On Tue, Jan 20, 2009 at 09:23:32PM -0700, Tim Judd wrote:
> Clifton Royston wrote:
> >Good advice given so far (pw is a good tool, direct editing works) but
> >I'd also suggest you consider installing and using sudo; I always
> >install it on all of my systems and use it probably 10-20 times as
> >often as su.
> I think sudo is a false sense of security. If a user trusts another,
> and give sudo access, why not give the whole OS to them?
Among other reasons, because it allows you to partition privileges
and give access for specific users (or groups of users) to specific
accounts only, or to execute only a specific set of commands as root or
another user. When I was running a department of technical support
staff and another group of junior administrators, this ability to limit
and partition powers was a life-saver.
I think you mistrust sudo because you do not yet understand it as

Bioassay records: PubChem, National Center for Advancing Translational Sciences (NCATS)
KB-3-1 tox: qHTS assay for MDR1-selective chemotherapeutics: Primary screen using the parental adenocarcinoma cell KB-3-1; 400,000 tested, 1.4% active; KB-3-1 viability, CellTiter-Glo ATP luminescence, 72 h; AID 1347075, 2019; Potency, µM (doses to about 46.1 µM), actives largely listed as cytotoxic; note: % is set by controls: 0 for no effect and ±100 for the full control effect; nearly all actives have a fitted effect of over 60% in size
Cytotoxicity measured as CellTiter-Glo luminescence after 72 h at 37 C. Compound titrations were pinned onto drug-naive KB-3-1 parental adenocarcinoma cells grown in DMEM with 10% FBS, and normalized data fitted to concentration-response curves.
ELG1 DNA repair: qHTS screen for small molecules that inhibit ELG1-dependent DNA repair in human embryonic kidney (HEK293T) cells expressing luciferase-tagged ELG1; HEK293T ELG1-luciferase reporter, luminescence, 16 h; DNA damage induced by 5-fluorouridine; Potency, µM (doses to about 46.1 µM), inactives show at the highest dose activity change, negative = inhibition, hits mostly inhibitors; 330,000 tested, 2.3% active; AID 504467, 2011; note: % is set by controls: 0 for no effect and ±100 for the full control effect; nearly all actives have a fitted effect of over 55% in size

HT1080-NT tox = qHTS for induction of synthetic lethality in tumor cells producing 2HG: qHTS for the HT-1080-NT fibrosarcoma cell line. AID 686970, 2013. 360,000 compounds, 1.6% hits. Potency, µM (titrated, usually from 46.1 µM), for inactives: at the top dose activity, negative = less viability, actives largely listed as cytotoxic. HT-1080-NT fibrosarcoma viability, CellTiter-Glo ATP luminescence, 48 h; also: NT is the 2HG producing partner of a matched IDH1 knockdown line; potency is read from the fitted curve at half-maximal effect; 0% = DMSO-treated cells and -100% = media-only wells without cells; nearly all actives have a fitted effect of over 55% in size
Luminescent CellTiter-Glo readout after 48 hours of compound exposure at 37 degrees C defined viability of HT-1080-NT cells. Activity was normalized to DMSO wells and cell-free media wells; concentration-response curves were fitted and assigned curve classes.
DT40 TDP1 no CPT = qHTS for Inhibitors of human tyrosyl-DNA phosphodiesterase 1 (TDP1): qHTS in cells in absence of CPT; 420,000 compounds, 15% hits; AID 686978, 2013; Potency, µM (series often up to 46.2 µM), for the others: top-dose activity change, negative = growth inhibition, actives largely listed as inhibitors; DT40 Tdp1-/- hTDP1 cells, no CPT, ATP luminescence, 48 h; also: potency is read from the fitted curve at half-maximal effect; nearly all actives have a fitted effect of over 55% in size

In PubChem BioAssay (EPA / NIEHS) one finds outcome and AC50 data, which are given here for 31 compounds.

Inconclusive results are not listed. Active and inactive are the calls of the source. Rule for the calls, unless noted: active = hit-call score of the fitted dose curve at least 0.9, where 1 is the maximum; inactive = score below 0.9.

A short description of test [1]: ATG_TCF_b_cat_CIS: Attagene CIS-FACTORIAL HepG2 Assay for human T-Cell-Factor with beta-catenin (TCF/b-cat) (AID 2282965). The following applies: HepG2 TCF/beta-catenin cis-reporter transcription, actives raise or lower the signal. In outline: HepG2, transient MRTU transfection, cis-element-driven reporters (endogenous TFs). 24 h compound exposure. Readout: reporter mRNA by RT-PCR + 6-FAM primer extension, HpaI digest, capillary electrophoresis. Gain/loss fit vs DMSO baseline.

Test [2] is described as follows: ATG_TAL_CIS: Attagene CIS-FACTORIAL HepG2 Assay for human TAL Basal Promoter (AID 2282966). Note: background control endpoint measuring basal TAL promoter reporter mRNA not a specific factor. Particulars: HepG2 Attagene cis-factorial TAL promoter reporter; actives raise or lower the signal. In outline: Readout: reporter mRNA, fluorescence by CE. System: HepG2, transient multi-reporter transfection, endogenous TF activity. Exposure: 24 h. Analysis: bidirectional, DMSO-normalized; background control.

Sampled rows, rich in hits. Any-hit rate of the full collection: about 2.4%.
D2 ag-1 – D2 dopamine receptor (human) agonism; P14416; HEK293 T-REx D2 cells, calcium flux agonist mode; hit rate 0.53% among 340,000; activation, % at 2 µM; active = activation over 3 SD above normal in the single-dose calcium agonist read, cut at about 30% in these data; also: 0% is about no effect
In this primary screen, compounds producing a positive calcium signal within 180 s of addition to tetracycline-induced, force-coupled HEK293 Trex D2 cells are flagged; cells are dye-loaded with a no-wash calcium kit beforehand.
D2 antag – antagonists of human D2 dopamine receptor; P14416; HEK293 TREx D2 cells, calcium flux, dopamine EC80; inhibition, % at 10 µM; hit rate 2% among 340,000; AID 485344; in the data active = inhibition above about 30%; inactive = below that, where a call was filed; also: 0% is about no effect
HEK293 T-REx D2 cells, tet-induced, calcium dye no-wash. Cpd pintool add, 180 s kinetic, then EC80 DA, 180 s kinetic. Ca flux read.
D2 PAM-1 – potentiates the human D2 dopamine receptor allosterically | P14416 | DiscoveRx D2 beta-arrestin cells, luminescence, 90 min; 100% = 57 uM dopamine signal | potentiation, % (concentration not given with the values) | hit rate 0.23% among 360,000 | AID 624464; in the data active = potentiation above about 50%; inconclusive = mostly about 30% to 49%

well as su (also essential, but a more blunt instrument.)
> Sudo's out there -- don't get me wrong, but you won't catch me dead with
> a box with sudo installed. I think it's a very misleading tool. And
> not to say they do -- but what if the devs put in a keygen...do you
> monitor the sudo source code?
Rarely, but it's freely available, and thousands if not tens of
thousands of other programmers and admins have access to it, and do
check it enough to find the occasional bug. Same as the source to su,
or to the OS as a whole; has it never occurred to you there are trust
issues there as well?
> And if I remember correctly -- the way sudo gets it's work done is a
> SUID bit to root.
Dude, how do you think su works?
Clifton Royston -- clift...@iandicomputing.com / clift...@lava.net
President - I and I Computing * http://www.iandicomputing.com/
Custom programming, network design, systems and network consulting services
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